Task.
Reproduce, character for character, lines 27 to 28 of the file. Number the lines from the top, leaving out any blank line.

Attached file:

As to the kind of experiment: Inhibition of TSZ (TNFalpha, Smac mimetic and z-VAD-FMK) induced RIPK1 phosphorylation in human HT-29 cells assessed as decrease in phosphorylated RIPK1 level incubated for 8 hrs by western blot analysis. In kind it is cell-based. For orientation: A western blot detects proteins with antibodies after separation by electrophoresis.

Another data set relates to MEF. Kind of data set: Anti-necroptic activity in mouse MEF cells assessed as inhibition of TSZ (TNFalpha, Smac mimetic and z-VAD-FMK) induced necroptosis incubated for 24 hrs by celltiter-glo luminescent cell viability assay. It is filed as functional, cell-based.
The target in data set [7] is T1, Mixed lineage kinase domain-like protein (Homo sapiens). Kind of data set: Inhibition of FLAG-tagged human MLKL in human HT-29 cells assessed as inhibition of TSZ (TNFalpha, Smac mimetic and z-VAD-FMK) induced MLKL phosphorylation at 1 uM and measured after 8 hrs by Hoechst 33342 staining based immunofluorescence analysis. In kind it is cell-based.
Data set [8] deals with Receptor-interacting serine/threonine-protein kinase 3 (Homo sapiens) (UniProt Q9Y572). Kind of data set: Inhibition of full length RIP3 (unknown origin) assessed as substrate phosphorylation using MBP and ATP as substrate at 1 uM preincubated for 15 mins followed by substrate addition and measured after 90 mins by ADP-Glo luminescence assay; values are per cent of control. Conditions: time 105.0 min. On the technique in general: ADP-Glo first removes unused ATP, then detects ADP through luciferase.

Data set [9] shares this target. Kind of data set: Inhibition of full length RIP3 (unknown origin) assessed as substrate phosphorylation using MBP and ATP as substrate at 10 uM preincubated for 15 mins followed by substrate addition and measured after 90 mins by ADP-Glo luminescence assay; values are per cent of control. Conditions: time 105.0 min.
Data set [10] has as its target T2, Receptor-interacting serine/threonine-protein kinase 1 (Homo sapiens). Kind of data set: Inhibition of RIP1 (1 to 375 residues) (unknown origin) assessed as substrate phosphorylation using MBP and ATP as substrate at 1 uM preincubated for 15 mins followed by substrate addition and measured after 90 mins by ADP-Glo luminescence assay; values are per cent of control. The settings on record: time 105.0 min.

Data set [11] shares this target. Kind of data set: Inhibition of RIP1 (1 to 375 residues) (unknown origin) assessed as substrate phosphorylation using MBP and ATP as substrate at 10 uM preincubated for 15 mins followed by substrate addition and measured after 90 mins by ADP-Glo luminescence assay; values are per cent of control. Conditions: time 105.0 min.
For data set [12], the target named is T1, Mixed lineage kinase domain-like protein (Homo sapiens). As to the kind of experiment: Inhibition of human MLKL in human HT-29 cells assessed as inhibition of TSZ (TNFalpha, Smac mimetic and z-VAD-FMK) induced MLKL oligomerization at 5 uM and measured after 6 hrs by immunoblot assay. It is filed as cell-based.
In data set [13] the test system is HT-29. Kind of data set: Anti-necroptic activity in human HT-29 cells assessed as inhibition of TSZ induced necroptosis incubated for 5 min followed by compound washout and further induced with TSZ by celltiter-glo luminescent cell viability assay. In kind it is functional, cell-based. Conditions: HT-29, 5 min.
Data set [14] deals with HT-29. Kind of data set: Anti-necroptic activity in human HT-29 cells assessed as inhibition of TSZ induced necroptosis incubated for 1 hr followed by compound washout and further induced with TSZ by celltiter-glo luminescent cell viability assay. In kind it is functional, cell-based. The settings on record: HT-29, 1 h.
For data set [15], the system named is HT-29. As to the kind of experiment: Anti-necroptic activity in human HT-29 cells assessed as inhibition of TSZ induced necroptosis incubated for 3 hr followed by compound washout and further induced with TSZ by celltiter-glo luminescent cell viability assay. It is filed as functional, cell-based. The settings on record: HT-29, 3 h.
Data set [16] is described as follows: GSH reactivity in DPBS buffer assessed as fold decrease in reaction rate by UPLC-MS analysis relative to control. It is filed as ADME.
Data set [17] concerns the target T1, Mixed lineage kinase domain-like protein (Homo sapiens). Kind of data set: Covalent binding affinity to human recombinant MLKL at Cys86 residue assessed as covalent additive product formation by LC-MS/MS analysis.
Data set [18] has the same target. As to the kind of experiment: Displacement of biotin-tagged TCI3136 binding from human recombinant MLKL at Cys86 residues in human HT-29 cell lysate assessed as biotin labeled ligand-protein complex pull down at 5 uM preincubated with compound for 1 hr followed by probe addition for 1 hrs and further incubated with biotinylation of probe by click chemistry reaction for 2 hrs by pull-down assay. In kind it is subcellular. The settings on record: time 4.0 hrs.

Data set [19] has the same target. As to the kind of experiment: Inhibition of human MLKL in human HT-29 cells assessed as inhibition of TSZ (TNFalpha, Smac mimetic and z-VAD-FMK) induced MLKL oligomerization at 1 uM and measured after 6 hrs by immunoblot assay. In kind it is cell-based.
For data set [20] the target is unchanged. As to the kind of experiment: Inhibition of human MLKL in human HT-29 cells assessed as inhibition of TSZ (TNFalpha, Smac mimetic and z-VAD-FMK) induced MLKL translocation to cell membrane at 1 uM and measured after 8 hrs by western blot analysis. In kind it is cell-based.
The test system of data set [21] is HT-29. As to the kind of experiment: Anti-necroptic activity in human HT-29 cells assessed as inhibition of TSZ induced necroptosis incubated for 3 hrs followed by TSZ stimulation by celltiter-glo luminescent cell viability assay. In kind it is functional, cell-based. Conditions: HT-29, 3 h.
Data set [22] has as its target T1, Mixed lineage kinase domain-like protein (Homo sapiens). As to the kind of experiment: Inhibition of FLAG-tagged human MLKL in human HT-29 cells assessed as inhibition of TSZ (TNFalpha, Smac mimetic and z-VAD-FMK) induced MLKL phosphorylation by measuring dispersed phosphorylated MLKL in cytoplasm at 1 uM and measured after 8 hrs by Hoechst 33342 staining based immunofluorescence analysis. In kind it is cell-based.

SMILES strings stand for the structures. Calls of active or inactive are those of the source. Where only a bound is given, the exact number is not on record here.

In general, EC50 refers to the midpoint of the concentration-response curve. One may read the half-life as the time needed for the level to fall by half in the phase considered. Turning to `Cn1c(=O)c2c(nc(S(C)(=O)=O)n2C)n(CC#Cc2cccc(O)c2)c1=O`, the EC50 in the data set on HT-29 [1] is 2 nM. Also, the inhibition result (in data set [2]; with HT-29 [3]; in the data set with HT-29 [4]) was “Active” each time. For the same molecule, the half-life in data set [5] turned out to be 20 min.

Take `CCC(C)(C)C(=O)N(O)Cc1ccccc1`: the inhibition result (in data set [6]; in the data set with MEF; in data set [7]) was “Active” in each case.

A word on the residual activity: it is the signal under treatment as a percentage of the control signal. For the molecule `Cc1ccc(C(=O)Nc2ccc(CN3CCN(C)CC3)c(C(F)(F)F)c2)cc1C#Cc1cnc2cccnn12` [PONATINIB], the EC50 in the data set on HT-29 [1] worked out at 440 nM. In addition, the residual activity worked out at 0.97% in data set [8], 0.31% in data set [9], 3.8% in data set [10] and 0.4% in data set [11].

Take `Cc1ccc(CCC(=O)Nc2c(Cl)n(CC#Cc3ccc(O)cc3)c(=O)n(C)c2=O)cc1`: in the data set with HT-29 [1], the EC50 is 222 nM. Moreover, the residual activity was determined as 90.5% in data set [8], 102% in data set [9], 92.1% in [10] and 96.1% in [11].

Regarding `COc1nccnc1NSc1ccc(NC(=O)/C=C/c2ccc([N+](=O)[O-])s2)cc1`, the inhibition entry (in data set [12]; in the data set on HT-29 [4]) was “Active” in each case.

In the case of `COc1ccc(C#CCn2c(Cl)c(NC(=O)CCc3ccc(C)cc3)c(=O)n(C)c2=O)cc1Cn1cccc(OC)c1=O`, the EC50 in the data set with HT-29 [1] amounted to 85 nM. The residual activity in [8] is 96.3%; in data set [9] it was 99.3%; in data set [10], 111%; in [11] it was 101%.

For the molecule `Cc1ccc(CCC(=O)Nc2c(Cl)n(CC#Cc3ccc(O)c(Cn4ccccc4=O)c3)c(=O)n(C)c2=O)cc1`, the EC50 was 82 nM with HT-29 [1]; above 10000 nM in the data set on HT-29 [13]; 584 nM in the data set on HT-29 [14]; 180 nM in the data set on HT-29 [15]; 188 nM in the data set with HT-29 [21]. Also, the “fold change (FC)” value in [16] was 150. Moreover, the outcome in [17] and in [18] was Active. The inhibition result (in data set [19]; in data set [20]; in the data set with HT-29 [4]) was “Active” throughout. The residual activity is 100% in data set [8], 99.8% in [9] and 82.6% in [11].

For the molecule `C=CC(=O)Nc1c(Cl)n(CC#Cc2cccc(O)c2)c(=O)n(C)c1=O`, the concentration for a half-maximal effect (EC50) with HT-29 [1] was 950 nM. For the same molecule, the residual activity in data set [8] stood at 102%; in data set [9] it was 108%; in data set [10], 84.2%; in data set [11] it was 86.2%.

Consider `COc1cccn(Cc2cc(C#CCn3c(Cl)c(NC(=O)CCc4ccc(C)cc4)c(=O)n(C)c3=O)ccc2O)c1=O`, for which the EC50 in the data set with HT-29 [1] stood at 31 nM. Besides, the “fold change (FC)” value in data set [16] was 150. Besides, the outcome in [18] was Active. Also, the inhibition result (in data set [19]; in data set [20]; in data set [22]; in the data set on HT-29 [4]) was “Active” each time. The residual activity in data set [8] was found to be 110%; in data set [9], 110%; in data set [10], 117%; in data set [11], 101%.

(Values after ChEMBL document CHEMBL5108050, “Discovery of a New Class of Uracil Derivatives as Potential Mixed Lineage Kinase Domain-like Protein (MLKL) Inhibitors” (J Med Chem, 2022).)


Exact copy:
For the molecule `C=CC(=O)Nc1c(Cl)n(CC#Cc2cccc(O)c2)c(=O)n(C)c1=O`, the concentration for a half-maximal effect (EC50) with HT-29 [1] was 950 nM. For the same molecule, the residual activity in data set [8] stood at 102%; in data set [9] it was 108%; in data set [10], 84.2%; in data set [11] it was 86.2%.

Consider `COc1cccn(Cc2cc(C#CCn3c(Cl)c(NC(=O)CCc4ccc(C)cc4)c(=O)n(C)c3=O)ccc2O)c1=O`, for which the EC50 in the data set with HT-29 [1] stood at 31 nM. Besides, the “fold change (FC)” value in data set [16] was 150. Besides, the outcome in [18] was Active. Also, the inhibition result (in data set [19]; in data set [20]; in data set [22]; in the data set on HT-29 [4]) was “Active” each time. The residual activity in data set [8] was found to be 110%; in data set [9], 110%; in data set [10], 117%; in data set [11], 101%.